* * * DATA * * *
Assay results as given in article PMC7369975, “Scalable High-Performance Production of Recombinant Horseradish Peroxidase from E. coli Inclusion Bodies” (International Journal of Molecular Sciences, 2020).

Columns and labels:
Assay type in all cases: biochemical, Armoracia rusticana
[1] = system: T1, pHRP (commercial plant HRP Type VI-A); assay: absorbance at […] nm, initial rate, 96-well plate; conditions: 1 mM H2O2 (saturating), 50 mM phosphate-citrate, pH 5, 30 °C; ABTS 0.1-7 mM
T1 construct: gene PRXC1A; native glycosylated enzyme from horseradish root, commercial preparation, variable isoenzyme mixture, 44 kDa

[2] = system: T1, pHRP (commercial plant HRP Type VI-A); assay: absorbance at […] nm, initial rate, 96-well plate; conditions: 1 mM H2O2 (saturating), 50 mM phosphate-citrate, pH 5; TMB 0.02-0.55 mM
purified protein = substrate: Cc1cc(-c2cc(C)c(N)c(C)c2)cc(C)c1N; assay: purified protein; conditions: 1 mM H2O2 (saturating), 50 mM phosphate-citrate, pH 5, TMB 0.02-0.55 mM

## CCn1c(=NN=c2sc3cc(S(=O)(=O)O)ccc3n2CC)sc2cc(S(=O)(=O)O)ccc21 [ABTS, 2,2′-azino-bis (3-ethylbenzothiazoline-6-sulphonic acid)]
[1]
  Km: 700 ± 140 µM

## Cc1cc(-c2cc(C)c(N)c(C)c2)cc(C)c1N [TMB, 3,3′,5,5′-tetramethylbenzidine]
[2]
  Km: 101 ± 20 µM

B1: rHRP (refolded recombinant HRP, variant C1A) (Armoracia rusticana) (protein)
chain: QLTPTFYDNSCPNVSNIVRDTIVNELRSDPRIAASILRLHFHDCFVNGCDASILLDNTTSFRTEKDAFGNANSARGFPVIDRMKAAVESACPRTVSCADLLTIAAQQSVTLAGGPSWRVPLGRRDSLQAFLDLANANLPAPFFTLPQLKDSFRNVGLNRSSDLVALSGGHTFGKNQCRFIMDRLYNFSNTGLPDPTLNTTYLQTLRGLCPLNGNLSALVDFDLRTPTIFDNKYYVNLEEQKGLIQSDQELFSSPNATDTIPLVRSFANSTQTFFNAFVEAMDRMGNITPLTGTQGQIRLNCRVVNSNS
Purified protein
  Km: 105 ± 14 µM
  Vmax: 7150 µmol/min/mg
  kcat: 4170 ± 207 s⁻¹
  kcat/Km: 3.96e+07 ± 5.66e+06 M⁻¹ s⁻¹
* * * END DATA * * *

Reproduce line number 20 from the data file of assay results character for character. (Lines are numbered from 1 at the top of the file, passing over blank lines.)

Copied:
  kcat/Km: 3.96e+07 ± 5.66e+06 M⁻¹ s⁻¹